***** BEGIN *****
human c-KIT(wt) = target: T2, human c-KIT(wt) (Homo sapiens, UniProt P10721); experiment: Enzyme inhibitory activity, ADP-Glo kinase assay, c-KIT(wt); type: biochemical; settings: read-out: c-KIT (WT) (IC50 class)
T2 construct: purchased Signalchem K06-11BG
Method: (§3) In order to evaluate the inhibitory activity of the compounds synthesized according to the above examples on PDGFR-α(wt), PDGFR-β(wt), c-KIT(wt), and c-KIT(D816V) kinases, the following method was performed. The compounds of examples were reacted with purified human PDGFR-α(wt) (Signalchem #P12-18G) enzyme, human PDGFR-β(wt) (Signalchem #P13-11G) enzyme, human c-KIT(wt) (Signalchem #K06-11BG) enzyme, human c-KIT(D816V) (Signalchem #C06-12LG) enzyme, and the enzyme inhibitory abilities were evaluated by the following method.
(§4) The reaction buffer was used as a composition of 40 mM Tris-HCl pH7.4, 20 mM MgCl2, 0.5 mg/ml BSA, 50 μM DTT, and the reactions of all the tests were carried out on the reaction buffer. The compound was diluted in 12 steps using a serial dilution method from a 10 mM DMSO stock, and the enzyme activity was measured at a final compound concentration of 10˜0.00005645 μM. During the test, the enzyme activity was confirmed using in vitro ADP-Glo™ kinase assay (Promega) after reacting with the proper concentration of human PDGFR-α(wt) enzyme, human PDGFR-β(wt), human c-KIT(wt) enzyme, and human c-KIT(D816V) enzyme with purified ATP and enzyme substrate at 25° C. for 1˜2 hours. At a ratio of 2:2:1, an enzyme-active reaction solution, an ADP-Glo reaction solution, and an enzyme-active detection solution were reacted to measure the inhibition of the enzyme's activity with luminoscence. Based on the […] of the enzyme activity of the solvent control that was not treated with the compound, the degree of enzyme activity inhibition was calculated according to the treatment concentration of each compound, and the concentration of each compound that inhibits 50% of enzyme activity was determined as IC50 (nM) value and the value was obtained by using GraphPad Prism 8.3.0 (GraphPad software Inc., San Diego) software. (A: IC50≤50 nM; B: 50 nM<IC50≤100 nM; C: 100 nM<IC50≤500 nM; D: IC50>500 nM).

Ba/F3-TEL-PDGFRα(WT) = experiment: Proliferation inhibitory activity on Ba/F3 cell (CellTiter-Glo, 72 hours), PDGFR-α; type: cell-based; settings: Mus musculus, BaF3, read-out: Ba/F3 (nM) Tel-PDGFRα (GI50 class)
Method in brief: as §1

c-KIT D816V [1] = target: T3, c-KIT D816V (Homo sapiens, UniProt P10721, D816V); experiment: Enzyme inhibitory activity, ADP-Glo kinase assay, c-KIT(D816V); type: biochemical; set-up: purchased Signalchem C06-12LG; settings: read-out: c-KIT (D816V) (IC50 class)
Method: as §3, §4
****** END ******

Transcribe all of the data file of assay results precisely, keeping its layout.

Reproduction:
human c-KIT(wt) = target: T2, human c-KIT(wt) (Homo sapiens, UniProt P10721); experiment: Enzyme inhibitory activity, ADP-Glo kinase assay, c-KIT(wt); type: biochemical; settings: read-out: c-KIT (WT) (IC50 class)
T2 construct: purchased Signalchem K06-11BG
Method: (§3) In order to evaluate the inhibitory activity of the compounds synthesized according to the above examples on PDGFR-α(wt), PDGFR-β(wt), c-KIT(wt), and c-KIT(D816V) kinases, the following method was performed. The compounds of examples were reacted with purified human PDGFR-α(wt) (Signalchem #P12-18G) enzyme, human PDGFR-β(wt) (Signalchem #P13-11G) enzyme, human c-KIT(wt) (Signalchem #K06-11BG) enzyme, human c-KIT(D816V) (Signalchem #C06-12LG) enzyme, and the enzyme inhibitory abilities were evaluated by the following method.
(§4) The reaction buffer was used as a composition of 40 mM Tris-HCl pH7.4, 20 mM MgCl2, 0.5 mg/ml BSA, 50 μM DTT, and the reactions of all the tests were carried out on the reaction buffer. The compound was diluted in 12 steps using a serial dilution method from a 10 mM DMSO stock, and the enzyme activity was measured at a final compound concentration of 10˜0.00005645 μM. During the test, the enzyme activity was confirmed using in vitro ADP-Glo™ kinase assay (Promega) after reacting with the proper concentration of human PDGFR-α(wt) enzyme, human PDGFR-β(wt), human c-KIT(wt) enzyme, and human c-KIT(D816V) enzyme with purified ATP and enzyme substrate at 25° C. for 1˜2 hours. At a ratio of 2:2:1, an enzyme-active reaction solution, an ADP-Glo reaction solution, and an enzyme-active detection solution were reacted to measure the inhibition of the enzyme's activity with luminoscence. Based on the […] of the enzyme activity of the solvent control that was not treated with the compound, the degree of enzyme activity inhibition was calculated according to the treatment concentration of each compound, and the concentration of each compound that inhibits 50% of enzyme activity was determined as IC50 (nM) value and the value was obtained by using GraphPad Prism 8.3.0 (GraphPad software Inc., San Diego) software. (A: IC50≤50 nM; B: 50 nM<IC50≤100 nM; C: 100 nM<IC50≤500 nM; D: IC50>500 nM).

Ba/F3-TEL-PDGFRα(WT) = experiment: Proliferation inhibitory activity on Ba/F3 cell (CellTiter-Glo, 72 hours), PDGFR-α; type: cell-based; settings: Mus musculus, BaF3, read-out: Ba/F3 (nM) Tel-PDGFRα (GI50 class)
Method in brief: as §1

c-KIT D816V [1] = target: T3, c-KIT D816V (Homo sapiens, UniProt P10721, D816V); experiment: Enzyme inhibitory activity, ADP-Glo kinase assay, c-KIT(D816V); type: biochemical; set-up: purchased Signalchem C06-12LG; settings: read-out: c-KIT (D816V) (IC50 class)
Method: as §3, §4